The SeafarerHelp website is at www.seafarerhelp.org
The Annual Review can be downloaded from the bottom of this page.
Seafarers can contact SeafarerHelp 24 hours, 365 days per year, in the following ways:
Telephone: 00 800 20 7323 2737 (Toll free)
SMS:+44 (0) 7624 818 405
Live chat: www.seafarerhelp.org
Facebook : www.facebook.com/seafarerhelp
Can you donate today to support SeafarerHelp? Thank you.
The International Transport Workers' Federation (ITF) and Seafarers' Rights International (SRI) report progress being made on the urgent issue of the criminalisation of seafarers. This follows the positive reception from the IMO's (International Maritime Organization) Legal Committee to a paper co-sponsored by the ITF, the International Federation of Shipmasters' Associations (IFSMA), the Comité Maritime International (CMI) and InterManager.
The paper analysed replies by member states to a survey conducted by SRI on the implementation into their national laws of the IMO/ILO (International Labour Organization) Guidelines on Fair Treatment of Seafarers in the Event of a Maritime Accident. This followed an SRI survey of 3,480 seafarers that suggested that the human and other legal rights of seafarers contained in the Guidelines are often subject to violation, causing widespread concern among seafarers.
The paper was supported by 31 member states, as well as by the International Chamber of Shipping, the Nautical Institute, the International Salvage Union, the Cruise Lines International Association and the International Christian Maritime Association.
In response, the Legal Committee concluded that technical support and assistance should be provided by the IMO's Technical Cooperation Committee in order to facilitate the wide implementation of the Guidelines on Fair Treatment to improve conditions for seafarers, taking into account human rights issues. The Committee commented on the ITF and SRI's 'excellent work' on fair treatment of seafarers, 'underscoring the importance of the subject and its relevance to the retention and recruitment of seafarers and the progressive development of the shipping industry'.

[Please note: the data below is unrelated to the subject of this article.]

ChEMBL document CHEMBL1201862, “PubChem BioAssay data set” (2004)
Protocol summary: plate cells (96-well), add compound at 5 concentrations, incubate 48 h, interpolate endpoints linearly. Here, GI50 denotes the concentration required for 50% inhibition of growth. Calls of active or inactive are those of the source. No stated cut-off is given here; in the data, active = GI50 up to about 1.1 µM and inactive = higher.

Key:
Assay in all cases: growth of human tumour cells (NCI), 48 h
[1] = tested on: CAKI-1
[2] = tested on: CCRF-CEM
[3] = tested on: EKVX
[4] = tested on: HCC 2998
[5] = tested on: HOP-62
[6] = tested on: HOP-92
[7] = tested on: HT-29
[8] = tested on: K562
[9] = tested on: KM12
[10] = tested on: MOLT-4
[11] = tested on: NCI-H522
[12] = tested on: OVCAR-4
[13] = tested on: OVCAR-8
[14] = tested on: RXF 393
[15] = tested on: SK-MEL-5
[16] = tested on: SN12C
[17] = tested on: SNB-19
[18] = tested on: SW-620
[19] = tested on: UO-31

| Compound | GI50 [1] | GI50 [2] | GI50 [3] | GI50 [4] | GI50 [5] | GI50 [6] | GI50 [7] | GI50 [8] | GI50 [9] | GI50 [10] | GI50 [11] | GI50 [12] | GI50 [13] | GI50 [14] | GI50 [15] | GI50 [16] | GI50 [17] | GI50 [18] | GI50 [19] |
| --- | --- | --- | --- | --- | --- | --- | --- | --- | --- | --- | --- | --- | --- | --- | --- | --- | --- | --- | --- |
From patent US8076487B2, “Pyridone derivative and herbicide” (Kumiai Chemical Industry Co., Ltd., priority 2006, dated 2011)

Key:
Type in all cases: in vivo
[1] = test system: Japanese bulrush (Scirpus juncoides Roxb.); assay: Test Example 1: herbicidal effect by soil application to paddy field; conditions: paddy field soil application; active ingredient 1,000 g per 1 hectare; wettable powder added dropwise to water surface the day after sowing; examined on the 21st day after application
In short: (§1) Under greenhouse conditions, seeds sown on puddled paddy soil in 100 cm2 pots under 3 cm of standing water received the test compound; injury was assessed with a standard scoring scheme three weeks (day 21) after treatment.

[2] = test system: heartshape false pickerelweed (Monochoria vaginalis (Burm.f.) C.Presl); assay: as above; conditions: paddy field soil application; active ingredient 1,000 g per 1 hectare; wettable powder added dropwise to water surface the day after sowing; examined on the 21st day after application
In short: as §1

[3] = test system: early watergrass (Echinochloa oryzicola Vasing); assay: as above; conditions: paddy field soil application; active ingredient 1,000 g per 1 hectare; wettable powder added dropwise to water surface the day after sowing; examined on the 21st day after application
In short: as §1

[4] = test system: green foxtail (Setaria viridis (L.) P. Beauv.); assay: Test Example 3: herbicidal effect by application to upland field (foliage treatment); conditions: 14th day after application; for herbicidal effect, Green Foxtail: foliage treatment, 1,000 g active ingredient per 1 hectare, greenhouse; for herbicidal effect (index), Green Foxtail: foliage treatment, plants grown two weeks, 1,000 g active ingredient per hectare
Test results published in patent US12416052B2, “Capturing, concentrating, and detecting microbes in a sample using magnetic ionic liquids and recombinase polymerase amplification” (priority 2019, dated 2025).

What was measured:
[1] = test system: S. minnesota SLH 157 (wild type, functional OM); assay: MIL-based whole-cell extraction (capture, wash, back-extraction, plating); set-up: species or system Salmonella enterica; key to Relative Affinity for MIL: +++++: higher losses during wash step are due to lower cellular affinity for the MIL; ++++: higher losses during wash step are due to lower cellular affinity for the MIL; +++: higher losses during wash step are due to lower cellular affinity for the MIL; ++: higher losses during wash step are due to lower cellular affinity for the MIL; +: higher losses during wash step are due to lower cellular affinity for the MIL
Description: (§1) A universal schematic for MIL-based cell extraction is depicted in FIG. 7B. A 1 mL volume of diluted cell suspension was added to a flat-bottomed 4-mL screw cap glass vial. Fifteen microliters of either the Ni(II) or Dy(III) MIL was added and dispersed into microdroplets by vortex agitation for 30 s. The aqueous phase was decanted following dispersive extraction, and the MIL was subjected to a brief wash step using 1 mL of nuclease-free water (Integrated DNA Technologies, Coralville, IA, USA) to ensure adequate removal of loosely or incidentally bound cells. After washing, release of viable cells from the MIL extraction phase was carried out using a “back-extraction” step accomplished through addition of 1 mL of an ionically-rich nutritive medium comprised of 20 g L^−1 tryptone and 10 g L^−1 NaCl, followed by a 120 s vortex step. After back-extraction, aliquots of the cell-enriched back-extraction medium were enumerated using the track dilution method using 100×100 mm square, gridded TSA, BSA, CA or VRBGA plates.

Stephen Cotton, General Secretary, ITF commented: "We are very pleased with the explicit support and recognition we received from 31 states and the industry for our ongoing work on fair treatment of seafarers. It is crucial that we are able to use the Guidelines with a consistent approach so that we can call on them not just as guidelines but in a way that can ensure a systematic global rollout that means that all seafarers are treated fairly in whatever jurisdiction they might arrive in."
David Heindel, Chair of the ITF Seafarers' Section, commented: "The Guidelines are based on human rights standards and they have real teeth. The industry as a whole has a big job, not only to educate seafarers, but to educate governments on applying the Guidelines so that seafarers have legal protections in the event they face an investigation and possible criminal charges following an incident in the course of their work. This is a priority for the ITF and our work on the subject will continue in association with our industry partners and SRI".